July 2018
Volume 59, Issue 9
Open Access
ARVO Annual Meeting Abstract  |   July 2018
Smartphone and tablet usage among individuals with vision impairment: Are mainstream devices replacing traditional visual aids?
Author Affiliations & Notes
  • Natalie Martiniello
    School of Optometry, Université de Montréal, Montreal, Quebec, Canada
    CRIR/Centre de réadaptation MAB-Mackay du CIUSSS du Centre-Ouest-de-l’Île-de-Montréal, Montreal, Quebec, Canada
  • Magdalena Bittner
    Munich University of Applied Sciences, Munich, Germany
  • Werner Eisenbarth
    Munich University of Applied Sciences, Munich, Germany
  • Christine Lehane
    Department of Psychology, University of Copenhagen (Denmark), Copenhagen, Denmark
  • Aaron Johnson
    Department of Psychology, Concordia University, Montreal, Quebec, Canada
  • Walter Wittich
    School of Optometry, Université de Montréal, Montreal, Quebec, Canada
    CRIR/Centre de réadaptation MAB-Mackay du CIUSSS du Centre-Ouest-de-l’Île-de-Montréal, Montreal, Quebec, Canada
  • Footnotes
    Commercial Relationships   Natalie Martiniello, None; Magdalena Bittner, None; Werner Eisenbarth, None; Christine Lehane, None; Aaron Johnson, None; Walter Wittich, None
  • Footnotes
    Support  Principal investigator's doctoral work is supported by the Fonds de recherche Sante du Quebec and the CNIB Ross Purse Doctoral Fellowship
Investigative Ophthalmology & Visual Science July 2018, Vol.59, 643. doi:
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      Natalie Martiniello, Magdalena Bittner, Werner Eisenbarth, Christine Lehane, Aaron Johnson, Walter Wittich; Smartphone and tablet usage among individuals with vision impairment: Are mainstream devices replacing traditional visual aids?. Invest. Ophthalmol. Vis. Sci. 2018;59(9):643.

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      © ARVO (1962-2015); The Authors (2016-present)

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Abstract

Purpose : Despite their utility, traditional assistive devices (e.g. video magnifiers and telescopes) are often abandoned due to cost, lack of technical support, and stigma. Smartphones and tablets provide similar accessibility features; however, little is known about the role such devices play among blind and low vision users. This research explores the use of smartphones and tablets among blind and low vision users and the degree to which such tools are being used to complete tasks previously performed with traditional assistive aids.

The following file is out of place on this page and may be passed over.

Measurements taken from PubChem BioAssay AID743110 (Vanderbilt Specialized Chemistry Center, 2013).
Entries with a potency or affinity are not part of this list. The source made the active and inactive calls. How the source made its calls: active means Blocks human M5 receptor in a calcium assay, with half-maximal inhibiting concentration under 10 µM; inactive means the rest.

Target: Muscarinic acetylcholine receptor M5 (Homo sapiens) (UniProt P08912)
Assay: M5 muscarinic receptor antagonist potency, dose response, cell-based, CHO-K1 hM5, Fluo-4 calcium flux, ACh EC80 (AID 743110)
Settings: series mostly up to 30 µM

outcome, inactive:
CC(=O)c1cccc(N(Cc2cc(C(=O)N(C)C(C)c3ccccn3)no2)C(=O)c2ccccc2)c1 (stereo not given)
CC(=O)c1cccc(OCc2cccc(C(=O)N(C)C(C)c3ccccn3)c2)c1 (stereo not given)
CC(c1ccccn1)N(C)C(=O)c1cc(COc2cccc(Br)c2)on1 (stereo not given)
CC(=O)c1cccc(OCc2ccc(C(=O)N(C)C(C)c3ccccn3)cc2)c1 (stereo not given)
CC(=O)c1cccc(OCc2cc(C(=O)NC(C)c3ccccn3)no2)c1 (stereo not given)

Methods : Participants were invited through social media, listservs and rehabilitation centres to complete an anonymous online survey between September and November 2017. Individuals 18 years or older who were blind or had low vision and who had used a smartphone or tablet for three or more months were eligible to participate. 466 participants aged 18-80 (M=41, SD=14) responded, 47% of whom were female and 53% male. 92% had a severe or profound visual impairment, while 8% had a mild or moderate visual impairment (as defined by WHO ICD-10). Kruskal-Wallis tests were used to identify differences between groups of respondents (α=.05).

Results : 69% of respondents agreed or strongly agreed that using a mainstream (rather than a traditional) device was important to them, but intermediate and advanced mainstream device users were statistically significantly more likely to agree with this statement: p<.05, η2=.04. 88% agreed that mainstream devices are replacing traditional devices, but beginner mainstream device users (p<.05, η2=.09) and participants above age 60 (p<.05, η2=.02) were statistically significantly less likely to agree with this statement. Smartphones mostly or always replaced traditional devices for navigation, reading audiobooks, identifying objects, reading eBooks and optical character recognition, but for many tasks replacement was statistically significantly less likely among older participants (p<.05, η2=.02-.04) and those with milder vision loss (p<.05, η2=.06-.12).

Conclusions : These results shed light on the impact of mainstream devices among blind and low vision users and the demographic factors that influence device usage, allowing rehabilitation professionals to better meet the needs of clients they serve.

This is an abstract that was submitted for the 2018 ARVO Annual Meeting, held in Honolulu, Hawaii, April 29 - May 3, 2018.

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